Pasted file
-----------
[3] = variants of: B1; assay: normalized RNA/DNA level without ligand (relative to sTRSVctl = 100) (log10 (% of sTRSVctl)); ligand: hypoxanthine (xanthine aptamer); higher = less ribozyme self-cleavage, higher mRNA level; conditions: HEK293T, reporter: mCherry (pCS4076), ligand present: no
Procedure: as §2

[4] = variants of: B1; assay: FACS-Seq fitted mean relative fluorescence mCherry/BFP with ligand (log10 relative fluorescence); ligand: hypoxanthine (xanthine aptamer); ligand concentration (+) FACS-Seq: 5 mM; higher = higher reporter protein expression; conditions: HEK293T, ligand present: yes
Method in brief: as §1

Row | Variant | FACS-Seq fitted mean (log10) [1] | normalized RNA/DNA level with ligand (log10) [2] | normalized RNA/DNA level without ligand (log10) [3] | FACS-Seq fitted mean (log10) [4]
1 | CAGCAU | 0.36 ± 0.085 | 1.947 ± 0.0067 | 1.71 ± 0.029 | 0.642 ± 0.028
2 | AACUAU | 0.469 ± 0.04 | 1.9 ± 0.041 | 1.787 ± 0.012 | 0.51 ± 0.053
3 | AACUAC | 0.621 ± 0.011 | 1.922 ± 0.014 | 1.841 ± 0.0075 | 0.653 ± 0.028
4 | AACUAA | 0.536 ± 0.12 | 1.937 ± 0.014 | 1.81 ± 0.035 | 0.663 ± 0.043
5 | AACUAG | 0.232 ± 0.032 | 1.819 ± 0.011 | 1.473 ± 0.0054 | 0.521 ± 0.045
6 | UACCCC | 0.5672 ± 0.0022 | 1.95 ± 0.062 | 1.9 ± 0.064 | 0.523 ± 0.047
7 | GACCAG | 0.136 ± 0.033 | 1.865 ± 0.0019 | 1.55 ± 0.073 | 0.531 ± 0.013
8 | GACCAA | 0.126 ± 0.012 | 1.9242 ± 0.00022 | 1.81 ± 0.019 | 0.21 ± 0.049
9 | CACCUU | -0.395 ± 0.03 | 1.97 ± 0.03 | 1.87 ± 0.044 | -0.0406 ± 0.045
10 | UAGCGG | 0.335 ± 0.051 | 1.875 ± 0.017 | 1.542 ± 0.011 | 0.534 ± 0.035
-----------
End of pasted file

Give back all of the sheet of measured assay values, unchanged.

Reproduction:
[3] = variants of: B1; assay: normalized RNA/DNA level without ligand (relative to sTRSVctl = 100) (log10 (% of sTRSVctl)); ligand: hypoxanthine (xanthine aptamer); higher = less ribozyme self-cleavage, higher mRNA level; conditions: HEK293T, reporter: mCherry (pCS4076), ligand present: no
Procedure: as §2

[4] = variants of: B1; assay: FACS-Seq fitted mean relative fluorescence mCherry/BFP with ligand (log10 relative fluorescence); ligand: hypoxanthine (xanthine aptamer); ligand concentration (+) FACS-Seq: 5 mM; higher = higher reporter protein expression; conditions: HEK293T, ligand present: yes
Method in brief: as §1

Row | Variant | FACS-Seq fitted mean (log10) [1] | normalized RNA/DNA level with ligand (log10) [2] | normalized RNA/DNA level without ligand (log10) [3] | FACS-Seq fitted mean (log10) [4]
1 | CAGCAU | 0.36 ± 0.085 | 1.947 ± 0.0067 | 1.71 ± 0.029 | 0.642 ± 0.028
2 | AACUAU | 0.469 ± 0.04 | 1.9 ± 0.041 | 1.787 ± 0.012 | 0.51 ± 0.053
3 | AACUAC | 0.621 ± 0.011 | 1.922 ± 0.014 | 1.841 ± 0.0075 | 0.653 ± 0.028
4 | AACUAA | 0.536 ± 0.12 | 1.937 ± 0.014 | 1.81 ± 0.035 | 0.663 ± 0.043
5 | AACUAG | 0.232 ± 0.032 | 1.819 ± 0.011 | 1.473 ± 0.0054 | 0.521 ± 0.045
6 | UACCCC | 0.5672 ± 0.0022 | 1.95 ± 0.062 | 1.9 ± 0.064 | 0.523 ± 0.047
7 | GACCAG | 0.136 ± 0.033 | 1.865 ± 0.0019 | 1.55 ± 0.073 | 0.531 ± 0.013
8 | GACCAA | 0.126 ± 0.012 | 1.9242 ± 0.00022 | 1.81 ± 0.019 | 0.21 ± 0.049
9 | CACCUU | -0.395 ± 0.03 | 1.97 ± 0.03 | 1.87 ± 0.044 | -0.0406 ± 0.045
10 | UAGCGG | 0.335 ± 0.051 | 1.875 ± 0.017 | 1.542 ± 0.011 | 0.534 ± 0.035